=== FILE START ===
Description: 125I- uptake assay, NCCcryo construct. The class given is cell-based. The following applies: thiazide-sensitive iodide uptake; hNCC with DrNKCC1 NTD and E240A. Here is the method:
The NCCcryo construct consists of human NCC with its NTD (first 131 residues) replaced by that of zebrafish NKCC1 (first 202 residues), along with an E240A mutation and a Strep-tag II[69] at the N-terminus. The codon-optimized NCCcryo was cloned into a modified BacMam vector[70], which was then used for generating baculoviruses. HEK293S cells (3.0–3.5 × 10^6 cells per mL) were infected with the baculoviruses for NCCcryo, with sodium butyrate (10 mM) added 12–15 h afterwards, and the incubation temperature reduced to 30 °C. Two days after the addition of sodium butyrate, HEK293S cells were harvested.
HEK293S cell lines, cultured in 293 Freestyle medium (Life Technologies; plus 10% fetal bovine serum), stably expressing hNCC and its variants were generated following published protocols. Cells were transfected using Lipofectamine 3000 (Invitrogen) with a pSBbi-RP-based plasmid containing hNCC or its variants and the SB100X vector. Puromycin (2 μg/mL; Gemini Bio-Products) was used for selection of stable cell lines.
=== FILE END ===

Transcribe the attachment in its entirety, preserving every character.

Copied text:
Description: 125I- uptake assay, NCCcryo construct. The class given is cell-based. The following applies: thiazide-sensitive iodide uptake; hNCC with DrNKCC1 NTD and E240A. Here is the method:
The NCCcryo construct consists of human NCC with its NTD (first 131 residues) replaced by that of zebrafish NKCC1 (first 202 residues), along with an E240A mutation and a Strep-tag II[69] at the N-terminus. The codon-optimized NCCcryo was cloned into a modified BacMam vector[70], which was then used for generating baculoviruses. HEK293S cells (3.0–3.5 × 10^6 cells per mL) were infected with the baculoviruses for NCCcryo, with sodium butyrate (10 mM) added 12–15 h afterwards, and the incubation temperature reduced to 30 °C. Two days after the addition of sodium butyrate, HEK293S cells were harvested.
HEK293S cell lines, cultured in 293 Freestyle medium (Life Technologies; plus 10% fetal bovine serum), stably expressing hNCC and its variants were generated following published protocols. Cells were transfected using Lipofectamine 3000 (Invitrogen) with a pSBbi-RP-based plasmid containing hNCC or its variants and the SB100X vector. Puromycin (2 μg/mL; Gemini Bio-Products) was used for selection of stable cell lines.